Even though our surgeons uses the informed consent model, if you want to try to get insurance coverage, you’ll need a support letter from a therapist. Once you have your support letter, getting insurance approval for gender affirming surgeries can be exhausting, but not impossible. The Gender Confirmation Center has an insurance advocacy team who’s responsible for getting your top surgery approved whether or not we are in network. Although the insurance advocacy team has a 90% success rate in getting future patients approved, insurance denials still happen.
In order to understand top surgery insurance denial and approval, you’ll first need to understand that if an insurance company denies your top surgery, they’re denying the billing codes(s) associated with top surgery. It’s possible that one billing code may be approved and the other not. Such is the case with free nipple grafts, which we’ll get into a little later.
Medical coding is much like a translated universal language used by providers and insurance companies through the use of CPT (or current procedure terminology) codes. It’s a medical coder’s job to take something written by a provider and translate it as accurately as possible into a numeric or alphanumeric code. With gender affirming surgeries, there are fewer codes, so the information covered here will be easy to digest.
Since there are no billing codes specific for transgender patients at this time, top surgery is coded as a “breast mastectomy”. This is also the procedure code that is used when a cisgender woman or trans/non-binary identified person assigned female at birth develops breast cancer that requires a mastectomy to be performed. Additionally, breast augmentations are coded as cosmetic procedures.
The following CPT codes are used for gender-affirming top surgery:
It’s almost as simple as it sounds: medical billers take information from the medical coder and make a bill for the insurance company (called a ‘claim’). The biller then sends this ‘claim’ and figures out how much of the bill the patient owes, after insurance is taken out.
The medical biller acts as a waypoint between patients, healthcare providers, and insurance companies.
Once your ‘claim’ is submitted, the insurance companies will come back with either an ‘approval’ or a ‘denial’ of specific CPT billing codes. In other words, if your surgery has more than one CPT billing code (such as FTM/N top surgery and a free nipple graft) your insurance company could approve one, but deny the other.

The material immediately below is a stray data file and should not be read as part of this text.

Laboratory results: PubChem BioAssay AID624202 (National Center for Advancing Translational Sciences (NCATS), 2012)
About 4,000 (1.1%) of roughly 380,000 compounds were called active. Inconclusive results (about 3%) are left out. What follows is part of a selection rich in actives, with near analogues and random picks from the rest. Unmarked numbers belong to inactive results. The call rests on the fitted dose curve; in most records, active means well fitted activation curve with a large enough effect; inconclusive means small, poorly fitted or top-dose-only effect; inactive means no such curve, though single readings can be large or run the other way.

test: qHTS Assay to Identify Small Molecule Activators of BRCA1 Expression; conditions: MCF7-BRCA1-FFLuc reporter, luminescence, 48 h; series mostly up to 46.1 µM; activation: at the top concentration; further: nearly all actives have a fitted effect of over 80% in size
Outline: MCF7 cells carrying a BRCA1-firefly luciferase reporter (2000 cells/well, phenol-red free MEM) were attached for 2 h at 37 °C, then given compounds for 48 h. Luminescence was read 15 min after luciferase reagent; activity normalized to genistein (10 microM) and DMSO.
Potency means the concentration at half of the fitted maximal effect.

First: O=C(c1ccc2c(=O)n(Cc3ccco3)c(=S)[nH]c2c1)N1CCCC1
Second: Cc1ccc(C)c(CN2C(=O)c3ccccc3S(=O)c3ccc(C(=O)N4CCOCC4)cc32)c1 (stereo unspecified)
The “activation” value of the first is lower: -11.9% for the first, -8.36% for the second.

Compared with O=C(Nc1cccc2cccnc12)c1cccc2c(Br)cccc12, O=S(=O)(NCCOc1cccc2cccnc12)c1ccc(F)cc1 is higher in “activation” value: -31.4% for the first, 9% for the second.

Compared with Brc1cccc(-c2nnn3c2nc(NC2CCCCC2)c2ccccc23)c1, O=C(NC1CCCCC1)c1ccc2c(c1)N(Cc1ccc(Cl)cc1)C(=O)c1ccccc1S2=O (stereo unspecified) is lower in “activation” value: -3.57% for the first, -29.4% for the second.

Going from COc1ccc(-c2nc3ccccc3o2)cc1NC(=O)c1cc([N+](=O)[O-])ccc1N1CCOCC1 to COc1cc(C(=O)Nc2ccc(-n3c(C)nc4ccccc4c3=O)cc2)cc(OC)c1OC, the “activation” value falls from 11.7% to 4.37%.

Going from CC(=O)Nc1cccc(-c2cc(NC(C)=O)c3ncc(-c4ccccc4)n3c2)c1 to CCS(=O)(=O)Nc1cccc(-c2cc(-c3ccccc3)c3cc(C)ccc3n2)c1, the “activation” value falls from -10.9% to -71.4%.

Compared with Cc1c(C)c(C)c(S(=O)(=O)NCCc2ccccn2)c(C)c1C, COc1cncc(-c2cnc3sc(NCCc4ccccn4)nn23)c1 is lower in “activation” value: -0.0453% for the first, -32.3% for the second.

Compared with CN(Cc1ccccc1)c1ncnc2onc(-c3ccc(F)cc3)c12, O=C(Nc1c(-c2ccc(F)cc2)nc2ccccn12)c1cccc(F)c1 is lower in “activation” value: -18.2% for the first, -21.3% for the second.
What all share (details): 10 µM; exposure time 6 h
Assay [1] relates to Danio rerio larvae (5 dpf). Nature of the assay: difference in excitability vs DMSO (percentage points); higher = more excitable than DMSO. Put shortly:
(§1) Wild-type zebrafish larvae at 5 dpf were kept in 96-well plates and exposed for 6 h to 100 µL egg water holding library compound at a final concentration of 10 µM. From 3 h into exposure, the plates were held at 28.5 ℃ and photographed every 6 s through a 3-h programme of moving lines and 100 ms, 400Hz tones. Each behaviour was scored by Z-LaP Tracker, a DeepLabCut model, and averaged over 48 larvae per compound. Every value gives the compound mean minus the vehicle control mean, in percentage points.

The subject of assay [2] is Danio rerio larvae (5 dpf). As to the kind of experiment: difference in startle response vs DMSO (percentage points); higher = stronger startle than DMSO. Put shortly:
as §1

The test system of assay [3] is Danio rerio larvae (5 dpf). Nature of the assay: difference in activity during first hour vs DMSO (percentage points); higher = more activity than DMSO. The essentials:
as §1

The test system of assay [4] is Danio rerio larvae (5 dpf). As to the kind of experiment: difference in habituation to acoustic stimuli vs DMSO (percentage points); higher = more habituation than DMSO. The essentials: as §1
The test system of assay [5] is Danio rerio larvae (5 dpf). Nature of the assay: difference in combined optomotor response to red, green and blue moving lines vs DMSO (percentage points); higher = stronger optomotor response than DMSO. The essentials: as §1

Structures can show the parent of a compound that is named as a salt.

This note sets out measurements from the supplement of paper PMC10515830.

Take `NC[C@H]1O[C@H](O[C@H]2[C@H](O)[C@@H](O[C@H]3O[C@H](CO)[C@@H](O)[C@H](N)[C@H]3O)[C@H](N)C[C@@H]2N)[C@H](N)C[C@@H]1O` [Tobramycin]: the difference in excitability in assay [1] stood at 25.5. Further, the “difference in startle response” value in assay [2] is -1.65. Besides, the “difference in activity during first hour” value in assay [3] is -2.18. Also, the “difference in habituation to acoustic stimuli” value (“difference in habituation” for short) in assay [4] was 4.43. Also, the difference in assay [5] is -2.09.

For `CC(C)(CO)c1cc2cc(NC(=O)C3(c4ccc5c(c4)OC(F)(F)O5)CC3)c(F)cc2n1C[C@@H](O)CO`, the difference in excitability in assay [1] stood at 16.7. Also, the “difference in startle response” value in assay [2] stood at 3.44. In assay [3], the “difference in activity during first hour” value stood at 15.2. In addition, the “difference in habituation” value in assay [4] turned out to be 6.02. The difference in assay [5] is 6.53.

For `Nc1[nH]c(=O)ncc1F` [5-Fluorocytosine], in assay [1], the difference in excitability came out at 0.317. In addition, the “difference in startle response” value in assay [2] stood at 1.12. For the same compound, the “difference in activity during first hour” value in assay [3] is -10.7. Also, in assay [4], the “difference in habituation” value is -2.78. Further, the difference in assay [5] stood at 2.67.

For example, health insurance companies like Aetna and United Health Care may approve the Breast Mastectomy CPT code of 19303, but deny the Free Nipple Graft CPT code of 15200 or the Nipple Areolar Reconstruction CPT billing code of 19350. Unfortunately, some insurance companies see getting free nipple grafts procedure as ‘cosmetic,’ and because of this, we would be forced to collect the fees pertaining to this portion of surgery.
Currently, we’ve only seen the denial of the Free Nipple Graft code with Aetna and United Health Care. We hope that other insurance companies don’t follow suit.
At the Gender Confirmation Center we believe that the patient should have the choice of whether or not to retain their nipples, and we believe it should be covered by insurance if they choose to. If your Free Nipple Graft CPT billing code gets denied, you should do the following if you’re able to:
If your insurance continues to deny your appeal and it’s looking like you’ll need to pay for your Free Nipple Grafts out of pocket, please read the following:
Dr. Mosser’s continued surgical work and communication with the trans, non-binary, and gender expansive community has given him a greater understanding on how impactful surgery can be in finding congruence in one’s gender. This is why our practice is very disheartened by the stance that Aetna and United Healthcare have taken by denying free nipple graft procedures. Although some folks opt for an end result with no nipples, there are a lot of folks who want to keep their nipples, and this decision should be supported by insurance companies. Nipple areolar complex (NAC) reconstruction can be an integral component of chest reconstruction in the treatment of transgender and gender diverse people. Dr. Mosser and other surgeons published this article in an effort to spread awareness around the importance of insurance companies covering free nipple grafts.
Anytime a physician performs surgery, there is a billing code and fee attached. If your insurance denies your free nipple graft billing code, you will be responsible for paying for nipple reconstruction out of pocket (unless you opt for no nipples at all). If you opt for ‘no nipples’ but still want the appearance of nipples, there are 3D nipple tattooing options. If you want to retain your nipples and have to pay out of pocket, read below to learn about why paying for the Free Nipple Graft is expensive.
When you think of the size of your chest compared to the size of your nipples, you might think the billing code related to a ‘smaller’ part of your body would be less expensive. This logic may arise if you’re thinking ‘smaller’ means ‘less’ work. However, nipple reconstruction is an extremely detailed process.
The price you’d be responsible for paying out of pocket (if you’re denied) is the contracted price with the insurance company you have. Meaning, you pay what your insurance company would normally pay if they had agreed to cover the billing code.
Unless you are opting for an FTM/N top surgery with no nipples there will always be a ‘nipple reconstruction fee’. This is because when performing any type of FTM/N top surgery the nipple is being ‘reconstructed’ in some way. Nipple reconstruction fees are associated with the following procedure types:
The virtual consultation will be billed to your insurance company. We will accept the insurance reimbursement as payment in full.